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It was located in the rear of the turret and contained both the projectiles and charges. When cranking a handle, the mechanism dropped both the projectile and charge onto a conveyor belt that fed into the gun’s breech. When in the correct position, the two parts would be rammed in and the conveyor would move out the way of the gun.

The loading assist mechanism a the rear of the IS-7’s turret. Image courtesy of World of Tanks North America’s YouTube channel.

With this system the IS-7 could reportedly fire 6 to 8 rounds per minute.

In terms of “lighter” weapons, the IS-7 was literally bristling with machineguns. Two forward-firing 7.62 mm machineguns were positioned towards the rear of the tank in armored boxes, one on each side. They were fixed in place and operated by the driver.

Note the 14.5 mm machine guns on the turret roof and above the main gun. Also, the 7.62 machine guns at rear of the turret and hull can be seen. Image by Uwe Brodrecht CC BY-SA 2.0.

The turret also had two fixed 7.62 mm machineguns, this time facing towards the rear of the tank and operated by one of the two loaders. The main gun was accompanied by three – yes three – coaxial machineguns. Two 7.62 mms and one 14.5 mm.

Finally, another 14.5 mm machinegun was positioned on the roof for anti-aircraft work.

The practical use of these guns has been questioned, and some would have likely been omitted on production variants.

The IS-7’s Excellent Mobility

With so many weapons and armor that simply laughed at Western weapons, the IS-7 came in at a rather portly 75 tons (the heaviest Soviet heavy tank ever).

You’d be forgiven for expecting the IS-7 to be horrifically slow, but this is certainly not the case.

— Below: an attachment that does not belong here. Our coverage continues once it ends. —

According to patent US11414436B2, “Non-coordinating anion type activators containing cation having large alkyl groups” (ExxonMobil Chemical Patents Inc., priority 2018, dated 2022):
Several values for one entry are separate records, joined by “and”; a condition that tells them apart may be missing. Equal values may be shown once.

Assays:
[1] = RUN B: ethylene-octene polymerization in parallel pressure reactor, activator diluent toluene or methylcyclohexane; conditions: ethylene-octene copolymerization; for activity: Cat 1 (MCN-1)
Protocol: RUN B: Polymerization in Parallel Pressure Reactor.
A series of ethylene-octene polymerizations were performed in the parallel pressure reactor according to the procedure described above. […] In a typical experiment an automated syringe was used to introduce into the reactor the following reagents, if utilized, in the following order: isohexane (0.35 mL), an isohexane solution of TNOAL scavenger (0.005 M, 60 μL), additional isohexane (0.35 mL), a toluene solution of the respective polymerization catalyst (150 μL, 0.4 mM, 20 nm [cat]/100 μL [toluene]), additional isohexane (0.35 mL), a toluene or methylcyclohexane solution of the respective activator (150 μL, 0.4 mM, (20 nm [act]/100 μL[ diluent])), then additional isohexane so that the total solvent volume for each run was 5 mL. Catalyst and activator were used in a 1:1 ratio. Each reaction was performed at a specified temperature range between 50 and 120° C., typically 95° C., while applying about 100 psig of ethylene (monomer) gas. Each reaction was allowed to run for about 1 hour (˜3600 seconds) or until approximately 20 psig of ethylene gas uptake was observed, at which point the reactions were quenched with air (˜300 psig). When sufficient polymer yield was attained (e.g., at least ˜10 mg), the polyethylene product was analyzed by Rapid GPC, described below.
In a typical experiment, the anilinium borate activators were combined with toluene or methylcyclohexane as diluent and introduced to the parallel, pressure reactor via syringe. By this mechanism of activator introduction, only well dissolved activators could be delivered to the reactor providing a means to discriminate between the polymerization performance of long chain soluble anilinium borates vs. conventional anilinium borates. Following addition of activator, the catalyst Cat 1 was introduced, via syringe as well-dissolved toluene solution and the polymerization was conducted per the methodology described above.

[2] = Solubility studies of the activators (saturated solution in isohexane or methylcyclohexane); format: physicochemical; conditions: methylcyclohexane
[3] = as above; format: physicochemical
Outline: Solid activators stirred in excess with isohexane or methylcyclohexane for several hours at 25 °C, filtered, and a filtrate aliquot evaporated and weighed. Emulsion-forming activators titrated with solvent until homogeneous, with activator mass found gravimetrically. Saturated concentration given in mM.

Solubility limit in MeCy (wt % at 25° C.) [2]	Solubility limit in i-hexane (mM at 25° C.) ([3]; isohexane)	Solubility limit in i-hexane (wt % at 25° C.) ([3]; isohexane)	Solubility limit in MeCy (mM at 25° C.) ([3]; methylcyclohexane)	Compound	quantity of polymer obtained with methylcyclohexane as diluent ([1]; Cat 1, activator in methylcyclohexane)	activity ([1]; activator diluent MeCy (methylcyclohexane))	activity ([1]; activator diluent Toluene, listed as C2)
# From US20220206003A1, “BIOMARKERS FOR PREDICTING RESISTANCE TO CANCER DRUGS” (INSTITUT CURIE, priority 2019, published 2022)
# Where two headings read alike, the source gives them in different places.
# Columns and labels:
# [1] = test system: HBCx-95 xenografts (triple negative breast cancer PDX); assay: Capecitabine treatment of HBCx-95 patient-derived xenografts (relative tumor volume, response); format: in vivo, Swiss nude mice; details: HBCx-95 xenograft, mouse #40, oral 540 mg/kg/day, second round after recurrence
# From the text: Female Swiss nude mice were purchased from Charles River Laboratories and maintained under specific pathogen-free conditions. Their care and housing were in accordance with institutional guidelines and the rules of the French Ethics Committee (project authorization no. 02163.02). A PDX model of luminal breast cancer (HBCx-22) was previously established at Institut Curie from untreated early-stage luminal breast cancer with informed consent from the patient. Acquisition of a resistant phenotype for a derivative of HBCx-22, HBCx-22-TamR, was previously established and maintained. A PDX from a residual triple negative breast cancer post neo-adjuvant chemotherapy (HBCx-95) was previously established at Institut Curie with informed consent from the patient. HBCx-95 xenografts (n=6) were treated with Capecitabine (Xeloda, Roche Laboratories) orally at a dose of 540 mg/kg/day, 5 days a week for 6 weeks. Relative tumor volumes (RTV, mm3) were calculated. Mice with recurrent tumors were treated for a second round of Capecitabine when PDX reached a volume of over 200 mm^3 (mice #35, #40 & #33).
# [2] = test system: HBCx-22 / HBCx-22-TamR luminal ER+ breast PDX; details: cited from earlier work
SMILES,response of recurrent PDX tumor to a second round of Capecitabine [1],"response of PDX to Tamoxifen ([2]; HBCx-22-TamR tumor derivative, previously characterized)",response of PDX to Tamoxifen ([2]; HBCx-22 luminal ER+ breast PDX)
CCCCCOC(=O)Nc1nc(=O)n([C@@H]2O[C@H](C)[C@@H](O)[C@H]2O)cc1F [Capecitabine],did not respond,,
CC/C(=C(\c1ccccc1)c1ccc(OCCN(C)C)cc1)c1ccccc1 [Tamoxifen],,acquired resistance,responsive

To counter this monster’s weight the Soviets chucked in a 62 litre 1,050 hp M-50T marine diesel engine. This gave the tank an impressive power-to-weight ratio of 14 hp per ton (better than a Sherman) and a top speed of 33 mph (60 km/h).

The tank no longer utilised the classic Soviet method of keeping track pins in place by simply banging them back in with a metal wedge.

The driver controlled the tank through an 8-speed planetary gearbox. It was hydraulically assisted and test drivers noted it was a breeze to operate and allowed for extremely precise movements.

Even the tracks were special, with the IS-7 being one of the first Soviet tanks to use rubber bushings and pins retained by bolts.


The IS-7 proved to be an excellent vehicle during testing, and had very few, if any, major problems (it was never put through combat though, so its true capabilities will never be known). It was easy to drive, very mobile, carried an immensely powerful gun, had a good rate of fire and carried some of the most formidable armor ever put on a heavy tank.

Despite all of this, the IS-7 was cancelled in 1949. The official reason for its cancellation is unknown.

Although visually similar, the T-10 was simpler and therefore cheaper. Image by Gutsul CC BY-SA 3.0

The IS-7’s cost, complexity and its weight in particular were likely major factors. Additionally, with WWII safely in the past, the Soviets had little use for a vehicle with such capabilities.

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Finally, tanks like the T-10 could do most of the IS-7’s job at a much lower price.

Only 6 IS-7 prototypes were built, with a single one surviving at the Kubinka Tank Museum in Russia.